Happy May Day!
May your everyday this merry month of May be filled with bright and happy flowers!
May your everyday this merry month of May be filled with bright and happy flowers!
My friends are too good…I’m sure they are wondering what’s up with me…and short of nothing except I’ve just not been on the ball, I have no reasons or excuses or explanations for my too long and too frequent silences on this blog! I am alive, kicking, not too busy, don’t have computer or Internet problems, am not overwhelmed or even underwhelmed…just haven’t been very communicative on the blog!
Today, here in the nation’s capital, we were supposed to have anywhere from 5 inches to 8 inches of heavy, wet snow! It showed up just like I’ve not shown up (here on the blog in over a month of Sundays). Everything was shut down: schools, local, state and federal governments, etc. We were all prepared and basically, all for naught . T’wasn’t a bad thing tho’ cause it has been wet and windy all day – not a nice day at all to be out…and for that, we are appreciative. A disappointment in a way – we’ve not had any ‘real snow’ in over a year…of course, we had more than our share in 2010. Way more.
All in all, it’s been a quiet, good day for taking it easy, for catching up on a lot of little things here-n-there…like posting to the blog and following through on a commitment. Perhaps today’s not-quite weather event is Mother Nature’s way of getting us to slow down and be more mindful. I like to think so.
It’s good to be back! Hi y’all!
Twelve days ago as I prepared breakfast I heard an incessant meowing outside the front door. Our neighborhood borders woods that have feral cats and sometimes the mothers venture into our yards but they are wild and flighty. This kitten was about three months old, and wait for it—she was limping. She was holding her back right hind leg off the ground. She implored me loudly to fix her situation. I pretended I was not a softy closed the door and ignored her. Jeff tried to shoo her away; she hid behind our shed.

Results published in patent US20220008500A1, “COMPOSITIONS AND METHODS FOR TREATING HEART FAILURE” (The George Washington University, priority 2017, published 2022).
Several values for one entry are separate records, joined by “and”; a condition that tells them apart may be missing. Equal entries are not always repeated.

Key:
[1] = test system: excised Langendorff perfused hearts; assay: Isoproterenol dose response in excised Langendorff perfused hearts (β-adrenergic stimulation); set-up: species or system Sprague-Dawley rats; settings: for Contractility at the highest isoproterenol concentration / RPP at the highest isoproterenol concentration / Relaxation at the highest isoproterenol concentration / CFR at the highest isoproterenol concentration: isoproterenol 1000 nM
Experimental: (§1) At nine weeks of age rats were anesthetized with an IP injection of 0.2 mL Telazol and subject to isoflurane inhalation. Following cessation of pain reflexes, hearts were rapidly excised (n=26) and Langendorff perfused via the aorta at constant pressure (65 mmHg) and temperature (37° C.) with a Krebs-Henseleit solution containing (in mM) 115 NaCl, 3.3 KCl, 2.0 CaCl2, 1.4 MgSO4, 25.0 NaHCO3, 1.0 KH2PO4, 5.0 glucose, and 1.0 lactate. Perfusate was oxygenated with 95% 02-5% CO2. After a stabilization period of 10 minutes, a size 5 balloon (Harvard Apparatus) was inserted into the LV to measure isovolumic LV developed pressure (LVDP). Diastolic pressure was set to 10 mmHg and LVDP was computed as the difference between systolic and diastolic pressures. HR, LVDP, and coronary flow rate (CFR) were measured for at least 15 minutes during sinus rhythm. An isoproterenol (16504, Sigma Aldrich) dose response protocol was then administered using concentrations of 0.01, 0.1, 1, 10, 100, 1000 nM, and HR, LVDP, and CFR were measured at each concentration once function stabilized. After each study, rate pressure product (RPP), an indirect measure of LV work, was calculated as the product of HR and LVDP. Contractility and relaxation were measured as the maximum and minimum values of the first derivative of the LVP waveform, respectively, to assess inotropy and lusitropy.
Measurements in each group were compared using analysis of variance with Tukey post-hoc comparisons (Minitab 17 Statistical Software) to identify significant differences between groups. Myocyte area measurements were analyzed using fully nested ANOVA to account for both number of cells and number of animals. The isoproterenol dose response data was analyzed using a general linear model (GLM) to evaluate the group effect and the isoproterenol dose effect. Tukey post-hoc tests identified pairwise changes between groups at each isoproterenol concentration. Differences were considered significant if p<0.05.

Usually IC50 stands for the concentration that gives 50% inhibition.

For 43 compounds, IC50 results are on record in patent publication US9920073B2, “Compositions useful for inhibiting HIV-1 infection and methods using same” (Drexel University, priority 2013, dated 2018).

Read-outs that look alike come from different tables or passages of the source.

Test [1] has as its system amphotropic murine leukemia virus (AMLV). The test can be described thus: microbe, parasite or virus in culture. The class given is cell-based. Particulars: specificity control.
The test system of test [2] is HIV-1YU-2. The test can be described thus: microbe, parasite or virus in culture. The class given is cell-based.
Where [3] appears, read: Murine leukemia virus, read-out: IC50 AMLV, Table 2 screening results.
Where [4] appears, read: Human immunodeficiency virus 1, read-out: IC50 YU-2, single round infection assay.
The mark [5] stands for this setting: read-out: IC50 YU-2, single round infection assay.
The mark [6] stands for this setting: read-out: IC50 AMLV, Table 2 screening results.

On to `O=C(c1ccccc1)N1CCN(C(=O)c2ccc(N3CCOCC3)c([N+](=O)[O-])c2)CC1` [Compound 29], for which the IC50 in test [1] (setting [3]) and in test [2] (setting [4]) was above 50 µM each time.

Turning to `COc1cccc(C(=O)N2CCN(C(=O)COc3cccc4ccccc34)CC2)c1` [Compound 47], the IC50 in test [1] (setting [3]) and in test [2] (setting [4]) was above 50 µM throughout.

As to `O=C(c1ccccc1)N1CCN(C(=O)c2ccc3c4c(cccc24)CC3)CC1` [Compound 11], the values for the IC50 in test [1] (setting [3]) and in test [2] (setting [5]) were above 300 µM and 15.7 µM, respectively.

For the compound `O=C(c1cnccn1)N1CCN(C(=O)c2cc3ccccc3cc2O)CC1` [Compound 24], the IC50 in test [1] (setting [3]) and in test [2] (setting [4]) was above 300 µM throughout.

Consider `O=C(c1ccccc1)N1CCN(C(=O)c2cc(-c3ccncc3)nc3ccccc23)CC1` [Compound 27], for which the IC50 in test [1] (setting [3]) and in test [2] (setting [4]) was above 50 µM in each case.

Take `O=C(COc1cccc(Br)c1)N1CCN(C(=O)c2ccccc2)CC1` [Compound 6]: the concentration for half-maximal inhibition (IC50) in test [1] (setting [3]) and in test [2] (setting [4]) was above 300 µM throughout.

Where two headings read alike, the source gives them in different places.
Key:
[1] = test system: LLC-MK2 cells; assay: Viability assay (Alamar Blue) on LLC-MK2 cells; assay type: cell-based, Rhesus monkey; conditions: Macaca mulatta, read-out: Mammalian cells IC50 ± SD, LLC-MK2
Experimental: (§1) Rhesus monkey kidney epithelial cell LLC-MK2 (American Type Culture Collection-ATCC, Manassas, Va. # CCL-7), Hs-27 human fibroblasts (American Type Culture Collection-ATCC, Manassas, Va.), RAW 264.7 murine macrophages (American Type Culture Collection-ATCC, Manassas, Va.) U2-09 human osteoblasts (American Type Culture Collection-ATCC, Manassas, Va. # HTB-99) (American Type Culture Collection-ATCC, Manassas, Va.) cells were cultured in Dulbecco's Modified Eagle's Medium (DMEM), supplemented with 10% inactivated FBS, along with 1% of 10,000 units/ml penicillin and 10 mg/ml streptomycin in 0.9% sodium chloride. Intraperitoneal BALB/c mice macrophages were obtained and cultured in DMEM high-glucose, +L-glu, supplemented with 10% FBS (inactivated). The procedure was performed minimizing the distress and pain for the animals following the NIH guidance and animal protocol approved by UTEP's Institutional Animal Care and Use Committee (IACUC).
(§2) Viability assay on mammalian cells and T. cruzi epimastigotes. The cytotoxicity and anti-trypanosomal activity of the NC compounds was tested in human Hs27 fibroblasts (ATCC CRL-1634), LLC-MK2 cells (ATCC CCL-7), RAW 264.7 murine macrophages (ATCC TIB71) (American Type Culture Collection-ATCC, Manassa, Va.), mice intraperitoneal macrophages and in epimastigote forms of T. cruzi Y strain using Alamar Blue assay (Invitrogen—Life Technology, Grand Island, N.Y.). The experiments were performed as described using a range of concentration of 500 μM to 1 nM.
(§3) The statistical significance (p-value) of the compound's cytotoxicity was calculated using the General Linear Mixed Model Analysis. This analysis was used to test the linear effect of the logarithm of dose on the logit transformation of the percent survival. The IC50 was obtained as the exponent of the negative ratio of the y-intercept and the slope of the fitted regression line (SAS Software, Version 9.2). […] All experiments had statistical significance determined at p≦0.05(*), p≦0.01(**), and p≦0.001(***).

She was still there when I returned that afternoon. Out she hopped and resumed announcing her state of unhappiness. I fed her but I didn’t touch her. She was wary but definitely used to people and not feral. I have a history of rescuing handicapped and abandoned animals so this was a soft spot for me.
My first job as a teenager was at our local Humane Society and I knew injured or handicapped animals did not stand a chance of being placed for adoption. At eighteen I championed a puppy dumped over our gate during off hours, he had hereditary glaucoma and would die unless the vet attempted a radical and expensive surgery—removing his eyes for $150.00. The vet and our staff said he was a lost cause there were so many more animals that could be saved for such an investment. I refused to give up on him. I wrote and read a letter to our board of directors in the voice of this puppy asking for the opportunity to raise the money and give him a chance at life. It was a unanimous vote and D.O.G. the floppy pup with the bulging eyes and lolling tongue and me appeared in a small newspaper article. His vet bill was paid half a dozen times that very day and the donations poured in; we received $5000 which was earmarked to save handicapped animals in the future. D.O.G. had his surgery, became our mascot, and went home with me when I left my job at the Humane Society. His zest for life inspired and motivated me to live my life to the fullest and actualize the impossible.